• I, too, did not receive any help from RS on my September trip to France. No Zoom call, or even much help by phone other than things would likely work out fine. Which they did. I found conflicting information online about whether I needed something for changing planes in Amsterdam, and only through the airline's Twitter did I get an answer for that. Once on the tour, our guide was very helpful and found a pharmacy for us to go to. He advised not going en masse, but two or three at a time and at off-times, which worked well. Because I was leaving several days after the trip was over, I had to get my own antigen test, which was very easy to do. The pharmacist and tester both spoke English. I had the results in 10 minutes by phone.(I always get European SIM card) My biggest confusion was the form the U.S. required prior to boarding the plane coming back. It would not come up on my phone, and Delta told me there would be no forms at the airport. There were forms at the CDG gate w/extra reps to help people get everything filled out. Overall, loved the trip--thought it was very well organized altho changes had to be made along the way due to Covid restrictions. I highly recommend RS - just completed another one in the U.S. and have 2 more planned next spring/summer. But no Zoom call for me, which would have eased my nerves. Both coming and going, I had no idea whether or not I'd be allowed on the plane!

  • Your experience with Road Scholar pre-trip is interesting and not what I experienced at all.

    I just returned from a RS trip to SW France and found the information sent by RS to participants on my tour was very poor. The information about the Pass Sanitaire was buried deep in material that was sent out pre-trip.  I had emailed RS in early September with my concerns about the Pass as I monitor both Trip Advisor and Rick Steves forums and felt I was well-informed.  Another friend who was on the SW France tour the week before me also emailed Road Scholar about the lack on information.  As it turns out, after meeting up with the tour, another group member indicated she had also sent Road Scholar an email with concerns about the lack of information.

    I think I might have been the only one (out of 21) who had the Pass Sanitaire on arrival although there were others who had applied for it and not received it.  There were some tour members who had no idea what the Pass Sanitaire was or that they should have applied for it.  On the first night the guide took those who needed it out to get one from a pharmacy. As I understand it they visited 2 pharmacies, one of which he'd used before and they were both too busy to process passes for the group.  As it turns out the CDC card worked fine for the venues we visited and for the restaurants for the group meals.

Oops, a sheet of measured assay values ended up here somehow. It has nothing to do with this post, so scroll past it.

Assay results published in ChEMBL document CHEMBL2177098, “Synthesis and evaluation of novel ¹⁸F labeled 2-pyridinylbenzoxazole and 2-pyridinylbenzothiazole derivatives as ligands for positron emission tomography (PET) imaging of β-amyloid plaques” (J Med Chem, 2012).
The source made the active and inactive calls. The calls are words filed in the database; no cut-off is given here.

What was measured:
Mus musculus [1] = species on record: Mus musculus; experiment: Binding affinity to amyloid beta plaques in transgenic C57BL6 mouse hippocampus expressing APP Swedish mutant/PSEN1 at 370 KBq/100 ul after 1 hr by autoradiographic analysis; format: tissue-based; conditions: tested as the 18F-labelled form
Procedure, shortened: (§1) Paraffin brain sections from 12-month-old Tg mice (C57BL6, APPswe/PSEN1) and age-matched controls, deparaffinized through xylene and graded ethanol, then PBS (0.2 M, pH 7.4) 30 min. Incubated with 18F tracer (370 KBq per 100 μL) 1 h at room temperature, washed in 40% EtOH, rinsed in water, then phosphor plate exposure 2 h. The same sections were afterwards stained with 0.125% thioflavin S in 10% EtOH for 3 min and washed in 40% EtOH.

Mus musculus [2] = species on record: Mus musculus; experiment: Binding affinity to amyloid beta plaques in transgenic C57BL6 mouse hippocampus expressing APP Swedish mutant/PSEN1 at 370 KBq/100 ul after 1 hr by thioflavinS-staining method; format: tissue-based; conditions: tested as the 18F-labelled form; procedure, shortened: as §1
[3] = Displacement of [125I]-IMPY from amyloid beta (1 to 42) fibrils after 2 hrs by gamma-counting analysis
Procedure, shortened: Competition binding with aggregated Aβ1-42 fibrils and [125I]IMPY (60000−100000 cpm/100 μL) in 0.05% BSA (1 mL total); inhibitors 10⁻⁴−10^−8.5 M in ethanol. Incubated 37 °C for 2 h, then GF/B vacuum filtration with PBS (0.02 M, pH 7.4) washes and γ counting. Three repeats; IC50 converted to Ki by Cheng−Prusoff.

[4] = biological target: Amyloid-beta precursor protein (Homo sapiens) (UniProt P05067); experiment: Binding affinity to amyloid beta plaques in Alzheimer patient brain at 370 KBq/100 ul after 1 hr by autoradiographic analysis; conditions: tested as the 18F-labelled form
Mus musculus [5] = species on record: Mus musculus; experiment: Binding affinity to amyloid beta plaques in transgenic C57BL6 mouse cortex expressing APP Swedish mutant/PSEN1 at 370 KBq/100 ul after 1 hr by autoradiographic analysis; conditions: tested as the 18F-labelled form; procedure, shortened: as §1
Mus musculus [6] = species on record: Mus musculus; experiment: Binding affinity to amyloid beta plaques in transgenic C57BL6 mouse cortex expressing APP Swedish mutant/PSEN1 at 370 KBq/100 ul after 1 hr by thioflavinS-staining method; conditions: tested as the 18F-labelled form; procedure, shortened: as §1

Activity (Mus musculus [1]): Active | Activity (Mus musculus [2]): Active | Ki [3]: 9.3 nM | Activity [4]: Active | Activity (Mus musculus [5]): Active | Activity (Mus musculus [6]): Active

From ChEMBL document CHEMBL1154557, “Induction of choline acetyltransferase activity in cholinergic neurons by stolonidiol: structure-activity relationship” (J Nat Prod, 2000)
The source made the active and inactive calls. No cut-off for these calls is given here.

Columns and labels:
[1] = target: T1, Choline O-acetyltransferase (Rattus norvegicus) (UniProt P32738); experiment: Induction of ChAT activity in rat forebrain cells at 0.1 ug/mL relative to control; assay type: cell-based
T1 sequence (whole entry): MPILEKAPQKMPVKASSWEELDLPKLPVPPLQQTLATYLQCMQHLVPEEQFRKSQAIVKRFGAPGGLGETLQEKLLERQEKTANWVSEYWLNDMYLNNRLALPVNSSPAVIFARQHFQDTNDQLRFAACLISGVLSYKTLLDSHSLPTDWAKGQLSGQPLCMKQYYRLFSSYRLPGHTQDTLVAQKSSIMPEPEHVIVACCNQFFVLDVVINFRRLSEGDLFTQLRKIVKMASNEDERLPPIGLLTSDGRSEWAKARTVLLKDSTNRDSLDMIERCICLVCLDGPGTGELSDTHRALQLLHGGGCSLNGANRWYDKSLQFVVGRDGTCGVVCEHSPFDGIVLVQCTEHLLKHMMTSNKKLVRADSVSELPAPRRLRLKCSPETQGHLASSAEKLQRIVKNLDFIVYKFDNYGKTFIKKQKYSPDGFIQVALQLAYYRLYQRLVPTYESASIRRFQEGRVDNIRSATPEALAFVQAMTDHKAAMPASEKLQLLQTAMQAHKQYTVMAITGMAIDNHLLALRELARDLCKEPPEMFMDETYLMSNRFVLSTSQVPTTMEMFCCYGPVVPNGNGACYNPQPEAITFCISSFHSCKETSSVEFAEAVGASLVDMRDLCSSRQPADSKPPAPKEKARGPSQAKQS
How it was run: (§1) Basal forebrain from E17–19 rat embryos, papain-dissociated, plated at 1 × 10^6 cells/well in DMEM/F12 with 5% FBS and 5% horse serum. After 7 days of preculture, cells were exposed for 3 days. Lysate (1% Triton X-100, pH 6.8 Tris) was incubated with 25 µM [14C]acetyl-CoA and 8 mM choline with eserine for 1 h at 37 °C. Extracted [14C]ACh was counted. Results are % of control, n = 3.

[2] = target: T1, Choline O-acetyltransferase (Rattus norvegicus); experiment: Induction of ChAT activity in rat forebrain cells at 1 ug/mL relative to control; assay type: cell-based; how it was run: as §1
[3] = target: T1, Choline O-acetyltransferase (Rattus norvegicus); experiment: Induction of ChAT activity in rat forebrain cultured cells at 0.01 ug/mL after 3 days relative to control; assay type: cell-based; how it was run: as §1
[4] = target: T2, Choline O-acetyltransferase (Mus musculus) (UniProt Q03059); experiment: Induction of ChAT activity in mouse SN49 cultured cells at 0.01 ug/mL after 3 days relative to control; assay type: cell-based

So....very nice that you had a zoom call and information and that the "head of Road Scholar in France" gave you assurances.  I can tell you that although things went well, other tours are NOT receiving the same level of service.  I hate to be critical and suspicious but I wonder if it was because they knew you would be creating a blog entry for it? 

    The departure antigen test did work fairly well.  A nurse came to our last hotel and did the test on anyone who was leaving on the last day.  The only PROBLEMS were that people did not know they had to pay this in Euros AND several did not have smart phones or smart phone skills to be able to retrieve the results.  Bless the Road Scholar tour guide who used his computer to get results printed out for people who were unable to have this information digitally.

    My evaluation will reflect my disappointment at the poor information provided before the start of the trip on the Pass Sanitaire.  I will also suggest that Road Scholar provide more information to participants regarding the need for smart phones AND smart phone skills. People need to at least know how to access and send email with their phone.  In France SO MANY things are done with smart phones and you really need to have some basic skill level with them.  As usual there are people who don't understand money and how to access it (Can we use dollars? was the question one person had when told she needed 35E for the return to US Antigen test) so more up front information is needed on having a debit card to withdraw Euro from a bank ATM. 

    I did enjoy my trip but Road Scholar is not providing your level of service to everyone.  I suggest all International Road Scholar travelers do research themselves on requirements to enter their country of choice and actively keep up with and apply themselves for any documentation needed without waiting for Road Scholar information on it.


  • Thank you Teresa for sharing this information. My husband and I have just rebooked the Road Scholar trip to Egypt we cancelled at the last minute out of fear for COVID 19, which was just starting at the time of our trip. I found your description of your travel with Road Scholar in the time of Covid very reassuring.

  • We just returned from The Best of Greece: Island Hopping in the Aegean at the end of September 2021. We knew that if RS was still planning the trip, we would be in good hands. Even though the US State Department elevated Greece to Level 4-Do Not Travel due to COVID 19, we still went because we were just tired of hiding out at home. We weren't disappointed! We had a fabulous time, and no one on the trip got sick. Yes, we had to show our vaccination cards and test before we traveled back home to the US, but it was all worth it!